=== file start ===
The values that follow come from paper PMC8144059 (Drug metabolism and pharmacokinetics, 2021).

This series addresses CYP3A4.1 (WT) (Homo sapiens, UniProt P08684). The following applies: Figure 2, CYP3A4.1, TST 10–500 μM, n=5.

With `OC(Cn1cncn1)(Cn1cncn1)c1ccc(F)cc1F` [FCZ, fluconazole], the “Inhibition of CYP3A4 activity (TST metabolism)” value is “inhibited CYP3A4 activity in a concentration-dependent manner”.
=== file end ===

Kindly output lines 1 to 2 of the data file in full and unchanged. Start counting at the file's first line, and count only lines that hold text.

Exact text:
The values that follow come from paper PMC8144059 (Drug metabolism and pharmacokinetics, 2021).

This series addresses CYP3A4.1 (WT) (Homo sapiens, UniProt P08684). The following applies: Figure 2, CYP3A4.1, TST 10–500 μM, n=5.